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Offshore Petroleum Amendment (Miscellaneous Measures) Bill 2007 Tax Laws Amendment (2007 Measures No. 5) Bill 2007 Trade Practices Amendment (Small Business Protection) Bill 2007

CHAIR —I now turn to the provisions of the Offshore Petroleum Amendment (Miscellaneous Measures) Bill 2007. I welcome the witnesses. Have you appeared before parliamentary committees previously?

Mr Pegler —I have.

Miss Di Marco —I have not.

CHAIR —That is a pity, Ms Di Marco. These are public proceedings, although the committee may agree to a request to have evidence heard in camera or may determine that certain evidence should be heard in camera. I remind you that, in giving evidence to the committee, you are protected by parliamentary privilege. It is unlawful for anyone to threaten or disadvantage a witness on account of evidence given to a committee and such action may be treated by the Senate as a contempt. It is also a contempt to give false or misleading evidence to a committee.

If a witness objects to answering a question, the witness shall state the ground upon which the objection is taken, and the committee will determine whether it will insist on an answer, having regard to the ground on which the objection is claimed. If the committee determines that it will insist on an answer, a witness may request that the answer be given in camera. Such a request may also be made at any other time. Do either of you wish to make an opening statement?

Mr Pegler —We do not need to make an opening statement. As the department that was responsible for the preparation of the bill we are fairly much across it. It is primarily technical amendments only.

Senator WEBBER —I am seeking reassurance and some discussion around the operation of occupational health and safety in the offshore petroleum industry under this legislation. My understanding is that under the old regime we had a number of acts that looked after occupational health and safety in the offshore industry and there was an interface between them. This legislation basically says that it will override all of them and take precedence. I am therefore looking for some reassurance that there will be no gaps or no weakening of occupational health and safety and maritime safety under this bill compared with the previous regime.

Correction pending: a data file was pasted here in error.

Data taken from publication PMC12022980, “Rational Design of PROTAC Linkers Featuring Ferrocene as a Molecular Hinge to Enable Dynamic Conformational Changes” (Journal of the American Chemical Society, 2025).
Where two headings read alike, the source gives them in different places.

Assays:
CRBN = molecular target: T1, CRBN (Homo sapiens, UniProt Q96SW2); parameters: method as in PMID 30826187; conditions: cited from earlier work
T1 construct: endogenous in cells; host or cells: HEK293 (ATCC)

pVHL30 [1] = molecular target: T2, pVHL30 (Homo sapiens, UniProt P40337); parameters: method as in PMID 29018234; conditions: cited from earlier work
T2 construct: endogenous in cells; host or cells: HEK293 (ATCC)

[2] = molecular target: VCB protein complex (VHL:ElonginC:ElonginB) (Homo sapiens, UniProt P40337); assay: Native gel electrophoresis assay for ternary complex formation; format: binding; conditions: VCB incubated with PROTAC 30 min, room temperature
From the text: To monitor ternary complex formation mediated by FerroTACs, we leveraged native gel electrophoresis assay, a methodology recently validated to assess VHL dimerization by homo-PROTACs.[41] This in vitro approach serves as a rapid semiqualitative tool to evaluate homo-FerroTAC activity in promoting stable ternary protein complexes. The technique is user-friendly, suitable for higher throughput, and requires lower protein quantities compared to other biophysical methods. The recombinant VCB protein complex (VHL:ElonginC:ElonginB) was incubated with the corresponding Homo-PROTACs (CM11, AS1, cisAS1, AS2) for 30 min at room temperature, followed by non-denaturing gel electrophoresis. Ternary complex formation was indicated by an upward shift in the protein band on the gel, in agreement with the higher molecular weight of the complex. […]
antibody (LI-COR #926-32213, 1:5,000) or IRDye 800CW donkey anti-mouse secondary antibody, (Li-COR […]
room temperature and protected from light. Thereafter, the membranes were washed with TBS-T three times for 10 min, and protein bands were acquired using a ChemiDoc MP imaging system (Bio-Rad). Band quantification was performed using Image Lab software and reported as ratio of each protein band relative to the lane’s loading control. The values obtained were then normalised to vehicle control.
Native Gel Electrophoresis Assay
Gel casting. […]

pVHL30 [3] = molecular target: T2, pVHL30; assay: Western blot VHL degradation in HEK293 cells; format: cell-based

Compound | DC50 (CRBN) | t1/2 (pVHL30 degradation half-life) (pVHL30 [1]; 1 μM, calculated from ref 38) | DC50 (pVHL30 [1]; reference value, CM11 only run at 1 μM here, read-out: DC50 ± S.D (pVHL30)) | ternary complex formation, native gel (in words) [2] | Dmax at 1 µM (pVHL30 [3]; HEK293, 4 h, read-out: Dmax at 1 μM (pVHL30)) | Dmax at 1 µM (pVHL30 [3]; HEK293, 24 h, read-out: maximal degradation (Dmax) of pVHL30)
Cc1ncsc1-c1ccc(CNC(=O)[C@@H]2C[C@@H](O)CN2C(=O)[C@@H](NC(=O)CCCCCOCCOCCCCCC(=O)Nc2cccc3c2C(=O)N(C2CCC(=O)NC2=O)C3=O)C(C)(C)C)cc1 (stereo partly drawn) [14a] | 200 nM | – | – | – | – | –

Mr Pegler —I guess you are referring to the amendment to section 348 and also the broadening of that in terms of the broader role of the National Offshore Petroleum Safety Authority, NOPSA.

Senator WEBBER —Yes.

Mr Pegler —The specific amendment is purely a technical correction to amend a drafting error in the act as it stands. Basically, we are ensuring that NOPSA has the responsibility for pursuing all of the occupational health and safety issues that relate both to facilities and to the operation of and activities on those facilities. It ensures that they do have that interface in place—that they can pursue those—and that their specific role is triggered and operates whenever there is any occupational health and safety issue or potential occupational health and safety issue in terms of the activities of the workforce.

Senator WEBBER —Are you saying that NOPSA will take over in relation to all activities, including maritime safety? Where the old Navigation Act had some coverage, NOPSA is going to do the whole thing?

Miss Di Marco —The boundary for the NOPSA regime is the definition of a facility. Do you have an offshore petroleum bill in front of you?

Senator WEBBER —No, I do not—but I am from Western Australia, if that helps.

Miss Di Marco —That is no problem. The Offshore Petroleum Act disapplies the Navigation Act to the extent that the NOPSA regime takes over when it comes to facilities, so the boundary is where a facility is. Where a facility stops and starts is where NOPSA starts its work. When something is not a facility, the Navigation Act applies.

Mr Pegler —The Navigation Act will continue to apply for maritime activities. NOPSA will apply on the facilities that are in place in terms of being permanent structures that do not move.